FAQ: Object-Oriented Programming - Multiple Inheritance: Part 2

This community-built FAQ covers the “Multiple Inheritance: Part 2” exercise from the lesson “Object-Oriented Programming”.

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This exercise can be found in the following Codecademy content:

Learn Intermediate Python 3

FAQs on the exercise Multiple Inheritance: Part 2

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Here is a solution code for those Exercise:

class Employee: new_id = 1 def __init__(self): self.id = Employee.new_id Employee.new_id += 1 def say_id(self): print("My id is {}.".format(self.id)) class User: def __init__(self, username, role="Customer"): self.username = username self.role = role def say_user_info(self): print("My username is {}".format(self.username)) print("My role is {}".format(self.role)) # Write your code below class Admin(Employee, User): def __init__(self): super().__init__() User.__init__(self, self.id, "Admin") def say_id(self): super().say_id() print("I am an admin.") e1 = Employee() e2 = Employee() e3 = Admin() e3.say_user_info()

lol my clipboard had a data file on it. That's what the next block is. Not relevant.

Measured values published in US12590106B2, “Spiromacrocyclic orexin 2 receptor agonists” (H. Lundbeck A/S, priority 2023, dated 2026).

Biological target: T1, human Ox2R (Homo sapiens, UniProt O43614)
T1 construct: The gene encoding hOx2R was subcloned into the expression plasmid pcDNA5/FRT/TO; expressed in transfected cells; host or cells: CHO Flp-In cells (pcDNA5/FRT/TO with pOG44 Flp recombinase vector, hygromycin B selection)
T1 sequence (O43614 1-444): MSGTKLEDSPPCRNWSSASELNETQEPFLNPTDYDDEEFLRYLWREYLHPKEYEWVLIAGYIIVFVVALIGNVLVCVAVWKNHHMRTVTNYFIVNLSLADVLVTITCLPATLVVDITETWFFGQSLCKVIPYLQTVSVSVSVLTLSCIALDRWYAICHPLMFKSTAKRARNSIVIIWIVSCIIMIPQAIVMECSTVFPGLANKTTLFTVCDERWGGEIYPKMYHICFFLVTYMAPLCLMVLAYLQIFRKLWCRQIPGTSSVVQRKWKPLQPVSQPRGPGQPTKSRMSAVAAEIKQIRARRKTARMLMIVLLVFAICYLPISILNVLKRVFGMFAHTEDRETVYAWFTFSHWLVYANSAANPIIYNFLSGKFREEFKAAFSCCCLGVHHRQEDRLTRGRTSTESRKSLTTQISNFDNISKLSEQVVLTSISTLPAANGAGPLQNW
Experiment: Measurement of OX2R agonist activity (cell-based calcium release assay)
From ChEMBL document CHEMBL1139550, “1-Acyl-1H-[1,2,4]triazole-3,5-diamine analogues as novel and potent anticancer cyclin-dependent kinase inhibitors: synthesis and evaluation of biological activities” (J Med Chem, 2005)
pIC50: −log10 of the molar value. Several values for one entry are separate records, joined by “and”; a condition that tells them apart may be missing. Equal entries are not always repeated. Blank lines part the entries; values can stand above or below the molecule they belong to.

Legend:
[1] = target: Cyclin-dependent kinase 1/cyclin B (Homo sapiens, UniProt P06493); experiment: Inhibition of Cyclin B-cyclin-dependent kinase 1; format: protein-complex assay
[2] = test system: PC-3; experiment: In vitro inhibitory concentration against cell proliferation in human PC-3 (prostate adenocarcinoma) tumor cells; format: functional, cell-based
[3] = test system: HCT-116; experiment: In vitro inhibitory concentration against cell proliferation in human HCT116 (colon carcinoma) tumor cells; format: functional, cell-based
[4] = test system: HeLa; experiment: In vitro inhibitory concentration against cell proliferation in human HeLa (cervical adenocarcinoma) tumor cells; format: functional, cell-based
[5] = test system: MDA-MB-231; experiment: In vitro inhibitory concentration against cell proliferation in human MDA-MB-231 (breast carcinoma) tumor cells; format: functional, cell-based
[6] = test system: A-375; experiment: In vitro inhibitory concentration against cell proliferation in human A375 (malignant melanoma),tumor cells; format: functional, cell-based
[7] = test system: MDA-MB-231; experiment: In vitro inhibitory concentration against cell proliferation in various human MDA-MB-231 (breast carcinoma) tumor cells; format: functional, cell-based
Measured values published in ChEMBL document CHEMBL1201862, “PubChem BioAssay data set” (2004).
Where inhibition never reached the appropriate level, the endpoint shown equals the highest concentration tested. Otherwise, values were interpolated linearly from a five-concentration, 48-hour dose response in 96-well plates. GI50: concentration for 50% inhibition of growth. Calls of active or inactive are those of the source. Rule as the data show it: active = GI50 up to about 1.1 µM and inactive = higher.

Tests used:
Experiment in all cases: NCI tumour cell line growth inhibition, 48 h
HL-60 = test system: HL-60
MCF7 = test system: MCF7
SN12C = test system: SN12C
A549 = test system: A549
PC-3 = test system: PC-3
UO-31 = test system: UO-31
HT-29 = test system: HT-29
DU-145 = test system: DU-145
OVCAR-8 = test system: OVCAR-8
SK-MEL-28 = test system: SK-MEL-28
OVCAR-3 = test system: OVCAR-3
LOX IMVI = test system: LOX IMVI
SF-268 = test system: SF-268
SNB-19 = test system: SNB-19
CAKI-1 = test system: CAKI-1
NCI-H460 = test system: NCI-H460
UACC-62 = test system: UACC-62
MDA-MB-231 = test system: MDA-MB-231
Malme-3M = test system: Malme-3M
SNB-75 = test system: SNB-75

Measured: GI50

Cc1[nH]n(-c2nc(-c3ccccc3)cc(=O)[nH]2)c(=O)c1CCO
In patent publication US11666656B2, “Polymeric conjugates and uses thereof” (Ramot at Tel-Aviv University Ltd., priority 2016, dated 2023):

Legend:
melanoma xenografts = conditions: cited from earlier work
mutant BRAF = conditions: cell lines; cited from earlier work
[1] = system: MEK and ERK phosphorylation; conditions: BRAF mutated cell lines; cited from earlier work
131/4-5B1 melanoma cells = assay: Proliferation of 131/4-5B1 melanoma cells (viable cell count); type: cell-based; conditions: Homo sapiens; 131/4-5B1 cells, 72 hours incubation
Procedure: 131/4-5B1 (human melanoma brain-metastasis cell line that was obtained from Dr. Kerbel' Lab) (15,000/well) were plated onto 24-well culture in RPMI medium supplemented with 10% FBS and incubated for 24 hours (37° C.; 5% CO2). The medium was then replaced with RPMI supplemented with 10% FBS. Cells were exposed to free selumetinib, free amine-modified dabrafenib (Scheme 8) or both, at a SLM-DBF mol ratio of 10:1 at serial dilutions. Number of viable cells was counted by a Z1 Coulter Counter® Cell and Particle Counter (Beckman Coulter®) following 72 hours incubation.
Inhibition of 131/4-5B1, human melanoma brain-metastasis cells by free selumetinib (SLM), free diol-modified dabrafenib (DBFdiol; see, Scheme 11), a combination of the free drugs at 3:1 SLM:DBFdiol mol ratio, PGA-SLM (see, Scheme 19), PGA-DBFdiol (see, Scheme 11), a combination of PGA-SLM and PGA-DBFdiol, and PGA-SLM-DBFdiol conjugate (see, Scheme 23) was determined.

Take an attention on the line 22 and 23

If class Admin inherits from 2 classes is there any another possibilities to call parent constructor accept using super() or call it on instance ?
As far as I understand .super() does refer to the first class argument.

So my question is:
If e.g. class inherits from 5 parents classes is there only one way to change they constructors by calling it on instance (if we need it of course) with first .super()?